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  • Energy Security Strategy

    November 2012

  • Energy Security Strategy

    Presented to Parliament

    by the Secretary of State for Energy and Climate Change

    by Command of Her Majesty

    November 2012 Cm 8466 £21.25

  • © Crown copyright 2012

    You may re-use this information (excluding logos) free of charge in any format or medium, under the terms of the Open Government Licence.

    To view this licence, visit or e-mail:

    Where we have identified any third party copyright information you will need to obtain permission from the copyright holders concerned.

    Any enquiries regarding this publication should be sent to us at

    This publication is also available for download at This document is also available from our website at

    ISBN: 9780101846622

    Printed in the UK for The Stationery Office Limited

    on behalf of the Controller of Her Majesty’s Stationery Office

    ID P002519328 11/12

    Printed on paper containing 75% recycled fibre content minimum.

    Department of Energy and Climate Change 3 Whitehall Place London SW1A 2HD

    URN 12D/349

  • Energy Security Strategy


    Ministerial Foreword

    Energy is vital to our quality of life: we need it for heat, transport, and to power our homes and businesses. Our comfort and prosperity depend on energy security, so it is one of my key priorities.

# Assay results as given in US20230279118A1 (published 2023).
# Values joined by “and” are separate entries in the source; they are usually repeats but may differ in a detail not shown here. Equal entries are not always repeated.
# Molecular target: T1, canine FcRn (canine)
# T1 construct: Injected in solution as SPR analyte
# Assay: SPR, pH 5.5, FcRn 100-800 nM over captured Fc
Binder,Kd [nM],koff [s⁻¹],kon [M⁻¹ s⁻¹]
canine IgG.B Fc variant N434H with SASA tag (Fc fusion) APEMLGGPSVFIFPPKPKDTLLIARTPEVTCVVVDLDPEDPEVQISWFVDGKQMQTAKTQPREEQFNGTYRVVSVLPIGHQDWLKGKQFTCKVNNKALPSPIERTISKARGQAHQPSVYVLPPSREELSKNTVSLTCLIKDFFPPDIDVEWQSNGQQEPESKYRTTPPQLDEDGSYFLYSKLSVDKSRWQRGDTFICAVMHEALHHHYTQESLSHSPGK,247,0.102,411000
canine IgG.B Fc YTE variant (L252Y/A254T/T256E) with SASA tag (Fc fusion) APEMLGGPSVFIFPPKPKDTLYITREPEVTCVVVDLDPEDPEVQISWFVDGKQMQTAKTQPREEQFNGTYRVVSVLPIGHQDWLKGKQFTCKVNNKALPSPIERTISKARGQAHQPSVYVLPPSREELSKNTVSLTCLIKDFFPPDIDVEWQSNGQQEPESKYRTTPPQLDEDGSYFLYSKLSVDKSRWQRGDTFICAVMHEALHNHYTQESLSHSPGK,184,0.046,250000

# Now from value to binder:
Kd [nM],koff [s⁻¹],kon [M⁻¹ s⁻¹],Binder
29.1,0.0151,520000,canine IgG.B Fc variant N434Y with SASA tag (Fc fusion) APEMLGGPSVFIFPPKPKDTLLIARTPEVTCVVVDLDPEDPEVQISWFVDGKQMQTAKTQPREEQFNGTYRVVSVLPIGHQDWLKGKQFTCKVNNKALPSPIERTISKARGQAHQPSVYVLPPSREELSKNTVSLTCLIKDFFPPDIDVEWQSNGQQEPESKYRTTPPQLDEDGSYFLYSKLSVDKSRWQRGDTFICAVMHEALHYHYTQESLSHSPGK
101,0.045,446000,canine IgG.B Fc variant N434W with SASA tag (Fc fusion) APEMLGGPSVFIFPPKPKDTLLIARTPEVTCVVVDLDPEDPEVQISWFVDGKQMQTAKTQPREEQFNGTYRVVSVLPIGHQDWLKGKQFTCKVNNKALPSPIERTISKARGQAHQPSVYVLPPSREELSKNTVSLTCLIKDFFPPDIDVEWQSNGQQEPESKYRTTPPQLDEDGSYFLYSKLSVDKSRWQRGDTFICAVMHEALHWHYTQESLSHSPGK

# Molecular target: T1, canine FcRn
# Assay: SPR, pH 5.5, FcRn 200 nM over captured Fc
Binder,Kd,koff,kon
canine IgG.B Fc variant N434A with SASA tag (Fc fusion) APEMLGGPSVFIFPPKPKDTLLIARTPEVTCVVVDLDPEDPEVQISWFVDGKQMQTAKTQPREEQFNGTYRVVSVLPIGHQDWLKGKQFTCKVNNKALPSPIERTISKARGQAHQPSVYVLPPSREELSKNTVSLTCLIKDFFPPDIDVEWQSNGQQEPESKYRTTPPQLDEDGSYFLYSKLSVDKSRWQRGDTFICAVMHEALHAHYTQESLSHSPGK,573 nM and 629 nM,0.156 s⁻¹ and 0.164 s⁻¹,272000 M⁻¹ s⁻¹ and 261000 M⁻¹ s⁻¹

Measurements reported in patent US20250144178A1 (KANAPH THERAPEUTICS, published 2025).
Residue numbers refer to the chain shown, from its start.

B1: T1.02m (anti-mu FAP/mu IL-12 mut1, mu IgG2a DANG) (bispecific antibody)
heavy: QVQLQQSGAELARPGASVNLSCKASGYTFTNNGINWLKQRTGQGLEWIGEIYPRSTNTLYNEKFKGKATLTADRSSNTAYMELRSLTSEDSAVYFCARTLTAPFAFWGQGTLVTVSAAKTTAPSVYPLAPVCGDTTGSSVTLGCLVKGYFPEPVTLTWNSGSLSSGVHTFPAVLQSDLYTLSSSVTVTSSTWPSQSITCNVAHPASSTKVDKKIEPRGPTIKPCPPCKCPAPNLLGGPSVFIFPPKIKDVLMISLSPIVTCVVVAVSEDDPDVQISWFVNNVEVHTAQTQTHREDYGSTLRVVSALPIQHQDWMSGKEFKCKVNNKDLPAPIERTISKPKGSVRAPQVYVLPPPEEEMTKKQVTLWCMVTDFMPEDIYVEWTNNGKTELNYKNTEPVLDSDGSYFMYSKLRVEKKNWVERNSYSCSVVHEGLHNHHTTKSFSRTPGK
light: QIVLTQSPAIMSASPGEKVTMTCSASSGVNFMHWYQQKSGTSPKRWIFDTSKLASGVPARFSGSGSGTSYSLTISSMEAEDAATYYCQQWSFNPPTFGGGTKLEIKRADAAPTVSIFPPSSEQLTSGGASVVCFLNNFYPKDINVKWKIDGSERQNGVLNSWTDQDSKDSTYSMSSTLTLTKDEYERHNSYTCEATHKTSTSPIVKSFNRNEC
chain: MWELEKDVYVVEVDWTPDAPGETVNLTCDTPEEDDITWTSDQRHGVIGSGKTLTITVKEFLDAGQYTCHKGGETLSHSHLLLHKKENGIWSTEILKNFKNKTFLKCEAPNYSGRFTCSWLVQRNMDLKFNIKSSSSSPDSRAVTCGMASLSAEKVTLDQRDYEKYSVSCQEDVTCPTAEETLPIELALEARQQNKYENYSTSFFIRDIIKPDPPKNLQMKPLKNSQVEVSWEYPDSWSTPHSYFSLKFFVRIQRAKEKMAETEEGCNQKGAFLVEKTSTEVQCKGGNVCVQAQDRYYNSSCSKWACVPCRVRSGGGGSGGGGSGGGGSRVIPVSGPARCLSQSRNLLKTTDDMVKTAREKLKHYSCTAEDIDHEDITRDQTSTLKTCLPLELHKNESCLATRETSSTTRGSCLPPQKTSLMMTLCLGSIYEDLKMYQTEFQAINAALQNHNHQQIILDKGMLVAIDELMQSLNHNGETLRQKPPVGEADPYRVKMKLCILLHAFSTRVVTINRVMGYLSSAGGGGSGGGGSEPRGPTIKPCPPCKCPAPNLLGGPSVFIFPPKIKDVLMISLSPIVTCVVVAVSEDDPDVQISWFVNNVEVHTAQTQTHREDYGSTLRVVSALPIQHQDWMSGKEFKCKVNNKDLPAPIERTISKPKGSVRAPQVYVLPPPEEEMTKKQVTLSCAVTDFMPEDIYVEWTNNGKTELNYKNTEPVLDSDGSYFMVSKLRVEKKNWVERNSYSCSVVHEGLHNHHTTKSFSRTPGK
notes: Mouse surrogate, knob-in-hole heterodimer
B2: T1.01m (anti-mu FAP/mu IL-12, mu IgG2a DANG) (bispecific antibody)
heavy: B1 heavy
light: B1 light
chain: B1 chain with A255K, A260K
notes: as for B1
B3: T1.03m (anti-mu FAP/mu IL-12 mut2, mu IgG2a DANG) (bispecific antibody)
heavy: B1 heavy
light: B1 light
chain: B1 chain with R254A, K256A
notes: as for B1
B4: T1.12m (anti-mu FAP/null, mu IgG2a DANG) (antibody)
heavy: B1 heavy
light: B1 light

Great Britain has a strong record of energy security, but its importance to economic growth and to consumers is too great for us to take it for granted.

    From the short to long term, the Government is working to minimise the risk of any unplanned interruptions, whether from severe weather, malicious attacks, technical failure or industrial action. In the unlikely event of disruption, we have plans in place to help the UK recover quickly.

    In the longer term, energy security goes hand in hand with climate security. Both demand action to avoid unacceptable economic and human costs. Our energy system needs to be ready for a future in which we have smaller domestic reserves of fossil fuels, international competition for oil and gas intensifies, and much of our existing plant is replaced with lower carbon alternatives.